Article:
News & Opinion

800-CEO-READ Remembers Avin Mark Domnitz

Sally Haldorson

July 02, 2015


"He always said he was a bookseller, first and foremost."

Decades ago, Avin Mark Domnitz partnered with A. David Schwartz to both consolidate (as needed) and expand (as desired) the independent book business in Milwaukee. His Book Nook, and several Dickens discount bookstores combined with the Harry W. Schwartz Bookshops, which, in time, became our company, 800-CEO-READ. In the late 90s, he left to head up the American Booksellers Association, bringing his passion for bookselling to independent bookstores all over the country. This week, Avin passed away, leaving those of us who knew him with joyful, yet bittersweet, memories, and those of us who hadn't, a deep gratitude for the role he played in the evolution of our company.

Carol Grossmeyer, owner and CEO:

"I remember Avin for his great love of the book business ("The book business saved me!"), his natural talent for keeping the numbers straight ("Cash is King!"), his incredible warmth, and, of course, his ever-present sense of humor."

Rebecca Schwartz, owner and Board President:

"Avin took me to buy my first car.  Tim was away at law school and I cannot recall if my father was just busy at the time or out of town, but I needed someone who had much more experience than I to accompany me to the ranch house in Bayside and determine whether I had something for which it was worth making an offer.  (As I learned to drive very late—due in part to a fiasco with my father at the DMV when I was 16—I really had no idea what I was doing, both as a fairly newly-minted driver and as a first-time car owner.)  I remember that Avin was not only willing but great—generous and knowledgeable and funny.  He literally kicked the tires of that silver Horizon to make sure, he said, that the thing "won't fall apart on us before we get it out of the driveway."  It was on his recommendation that I not feel bashful to tell the seller that I wanted to take the car to a mechanic down the road for a once-over.  I ended up buying that car and, more importantly, learned how to buy it—thanks to Avin."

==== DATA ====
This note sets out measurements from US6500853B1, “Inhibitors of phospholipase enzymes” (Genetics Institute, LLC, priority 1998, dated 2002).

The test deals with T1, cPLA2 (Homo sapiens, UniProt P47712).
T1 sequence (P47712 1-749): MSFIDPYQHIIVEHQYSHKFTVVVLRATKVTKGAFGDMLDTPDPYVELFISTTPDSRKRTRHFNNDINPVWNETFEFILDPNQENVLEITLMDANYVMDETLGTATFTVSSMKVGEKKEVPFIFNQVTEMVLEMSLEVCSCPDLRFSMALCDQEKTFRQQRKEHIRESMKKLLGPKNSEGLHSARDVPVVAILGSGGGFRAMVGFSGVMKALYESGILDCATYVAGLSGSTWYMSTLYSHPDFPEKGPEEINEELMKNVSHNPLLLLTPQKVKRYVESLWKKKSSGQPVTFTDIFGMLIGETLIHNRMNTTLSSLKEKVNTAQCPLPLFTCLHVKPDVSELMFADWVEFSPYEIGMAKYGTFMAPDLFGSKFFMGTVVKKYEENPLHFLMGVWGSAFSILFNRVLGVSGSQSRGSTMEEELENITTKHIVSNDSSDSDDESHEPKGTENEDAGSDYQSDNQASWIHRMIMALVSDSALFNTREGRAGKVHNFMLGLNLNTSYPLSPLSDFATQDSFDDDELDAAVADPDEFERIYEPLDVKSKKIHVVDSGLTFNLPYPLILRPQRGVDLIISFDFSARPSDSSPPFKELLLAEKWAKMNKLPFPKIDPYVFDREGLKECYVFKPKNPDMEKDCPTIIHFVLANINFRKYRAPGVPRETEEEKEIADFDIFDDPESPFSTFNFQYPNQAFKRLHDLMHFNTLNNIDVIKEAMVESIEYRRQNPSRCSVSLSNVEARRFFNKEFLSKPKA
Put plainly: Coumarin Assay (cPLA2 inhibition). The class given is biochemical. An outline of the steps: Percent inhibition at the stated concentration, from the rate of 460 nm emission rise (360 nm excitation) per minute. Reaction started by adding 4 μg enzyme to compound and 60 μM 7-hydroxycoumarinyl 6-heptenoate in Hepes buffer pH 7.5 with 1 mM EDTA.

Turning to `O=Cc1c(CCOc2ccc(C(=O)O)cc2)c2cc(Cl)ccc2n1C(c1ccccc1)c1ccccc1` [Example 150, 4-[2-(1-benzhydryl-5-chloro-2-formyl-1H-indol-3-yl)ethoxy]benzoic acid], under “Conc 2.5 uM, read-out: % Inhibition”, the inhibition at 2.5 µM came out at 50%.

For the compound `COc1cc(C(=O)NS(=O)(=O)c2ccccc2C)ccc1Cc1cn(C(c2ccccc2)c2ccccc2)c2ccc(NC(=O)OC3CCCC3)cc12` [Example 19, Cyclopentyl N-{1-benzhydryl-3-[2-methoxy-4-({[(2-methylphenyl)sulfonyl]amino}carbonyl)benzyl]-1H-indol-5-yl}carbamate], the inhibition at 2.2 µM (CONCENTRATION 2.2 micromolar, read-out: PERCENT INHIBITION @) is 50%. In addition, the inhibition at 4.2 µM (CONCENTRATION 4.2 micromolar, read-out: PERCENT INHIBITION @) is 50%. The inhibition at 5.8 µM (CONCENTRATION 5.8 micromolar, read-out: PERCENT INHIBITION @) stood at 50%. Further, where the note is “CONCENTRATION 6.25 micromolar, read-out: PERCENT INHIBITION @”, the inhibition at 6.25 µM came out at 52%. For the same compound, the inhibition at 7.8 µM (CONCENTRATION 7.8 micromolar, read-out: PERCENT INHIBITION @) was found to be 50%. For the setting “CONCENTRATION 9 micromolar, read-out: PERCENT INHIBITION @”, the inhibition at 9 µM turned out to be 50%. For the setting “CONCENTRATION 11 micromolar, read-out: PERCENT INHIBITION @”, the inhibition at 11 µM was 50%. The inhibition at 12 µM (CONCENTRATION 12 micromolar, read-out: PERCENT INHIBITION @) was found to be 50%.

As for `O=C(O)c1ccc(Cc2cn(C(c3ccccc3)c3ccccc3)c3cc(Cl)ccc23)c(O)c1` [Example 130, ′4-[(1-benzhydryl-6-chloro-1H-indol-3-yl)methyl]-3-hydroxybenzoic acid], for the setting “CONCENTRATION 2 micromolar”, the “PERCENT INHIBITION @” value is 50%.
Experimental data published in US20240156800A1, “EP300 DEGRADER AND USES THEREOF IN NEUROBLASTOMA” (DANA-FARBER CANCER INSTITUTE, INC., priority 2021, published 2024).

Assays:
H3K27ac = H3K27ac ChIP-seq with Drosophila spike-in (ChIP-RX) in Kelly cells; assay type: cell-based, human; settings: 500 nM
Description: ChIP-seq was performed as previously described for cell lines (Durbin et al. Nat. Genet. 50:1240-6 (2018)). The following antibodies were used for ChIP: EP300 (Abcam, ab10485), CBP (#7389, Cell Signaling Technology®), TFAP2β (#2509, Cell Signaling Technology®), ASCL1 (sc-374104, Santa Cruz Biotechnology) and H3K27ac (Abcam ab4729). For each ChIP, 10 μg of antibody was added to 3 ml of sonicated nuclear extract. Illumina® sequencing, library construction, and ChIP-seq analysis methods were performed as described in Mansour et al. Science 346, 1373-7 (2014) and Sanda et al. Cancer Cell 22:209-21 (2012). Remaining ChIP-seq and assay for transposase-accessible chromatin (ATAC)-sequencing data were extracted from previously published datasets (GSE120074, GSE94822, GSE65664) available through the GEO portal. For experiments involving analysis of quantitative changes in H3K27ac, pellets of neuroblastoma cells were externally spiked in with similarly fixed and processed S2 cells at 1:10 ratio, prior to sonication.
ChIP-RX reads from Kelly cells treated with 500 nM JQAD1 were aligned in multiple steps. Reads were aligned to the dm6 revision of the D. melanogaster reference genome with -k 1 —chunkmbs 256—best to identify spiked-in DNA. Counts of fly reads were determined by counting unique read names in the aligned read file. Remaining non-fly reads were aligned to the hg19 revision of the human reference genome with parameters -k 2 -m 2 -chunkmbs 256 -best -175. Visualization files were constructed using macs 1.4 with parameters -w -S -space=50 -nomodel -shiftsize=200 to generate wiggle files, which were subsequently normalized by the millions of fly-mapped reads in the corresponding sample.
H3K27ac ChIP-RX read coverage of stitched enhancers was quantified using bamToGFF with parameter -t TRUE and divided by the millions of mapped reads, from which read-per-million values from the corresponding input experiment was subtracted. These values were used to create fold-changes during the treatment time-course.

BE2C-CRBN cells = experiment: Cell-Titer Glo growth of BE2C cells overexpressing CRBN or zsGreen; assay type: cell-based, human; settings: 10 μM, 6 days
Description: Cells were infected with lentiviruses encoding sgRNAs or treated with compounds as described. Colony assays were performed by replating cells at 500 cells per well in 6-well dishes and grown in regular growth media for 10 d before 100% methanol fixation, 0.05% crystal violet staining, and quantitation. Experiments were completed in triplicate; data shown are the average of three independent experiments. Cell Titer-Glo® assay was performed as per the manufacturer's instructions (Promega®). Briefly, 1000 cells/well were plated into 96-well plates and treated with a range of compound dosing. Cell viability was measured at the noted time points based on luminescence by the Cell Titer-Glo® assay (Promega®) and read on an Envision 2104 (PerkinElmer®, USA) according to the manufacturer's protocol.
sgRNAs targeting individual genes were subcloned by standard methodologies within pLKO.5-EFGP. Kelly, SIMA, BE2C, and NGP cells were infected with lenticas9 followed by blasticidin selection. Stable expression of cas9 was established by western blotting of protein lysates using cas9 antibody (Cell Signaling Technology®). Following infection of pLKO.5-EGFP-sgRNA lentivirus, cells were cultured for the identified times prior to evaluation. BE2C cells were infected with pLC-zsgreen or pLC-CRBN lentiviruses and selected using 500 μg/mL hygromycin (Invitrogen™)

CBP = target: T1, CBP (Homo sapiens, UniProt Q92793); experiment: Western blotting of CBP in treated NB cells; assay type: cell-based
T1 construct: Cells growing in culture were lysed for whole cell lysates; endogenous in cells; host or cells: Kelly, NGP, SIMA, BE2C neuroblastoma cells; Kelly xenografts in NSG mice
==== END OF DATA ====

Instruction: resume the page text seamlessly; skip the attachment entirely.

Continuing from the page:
Tim Truel, Board member

Many years ago, when the Dickens offices were above the Schwartz Book Nook on Silver Spring, I would often go to pick Rebecca up from work.  Usually after saying hello to Avin and David, whose offices were right off the lobby, I would take a seat on the sofa and wait for Rebecca to finish up.  Avin's door was always open, so I could hear him call each of the store managers and ask, "What are the numbers?" or, sometimes, just "Give me the numbers" and then they would chat about the day's store traffic and what customers were buying.  I am pretty certain this was a daily ritual for Avin—revealing indeed a CFO's love for numbers.  

Shawn Quinn, Accounting Manager:

"I never had a bad conversation with Avin, and I just loved listening to him talk—which is pretty rare—even just his voice, but he always had such intelligent and compassionate things to say. He always referred to himself as a bookseller, first and foremost, when obviously he could have labeled himself anything from owner to controller; but he always put books first, saying the financial part of the business was as much a part of bookselling as the books out on the shelf."

Meg Bacik, Customer Service Supervisor:

"I had just started working here, when it was still Schwartz Business Books, and my job was to check invoices. Avin instructed me to check every detail on every invoice and mark it with a red dot. If I missed putting down one of those dots, he'd ask after it every time. At the time, I was really young, so his presence and precision was intimidating, but I know he influenced the way I do my work now, hopefully with the same attention to detail."

For more memories from former Harry W. Schwartz employees who worked with Avin visit:

Daniel Goldin's post on Boswell and Books

John Eklund's post on Paper Over Board

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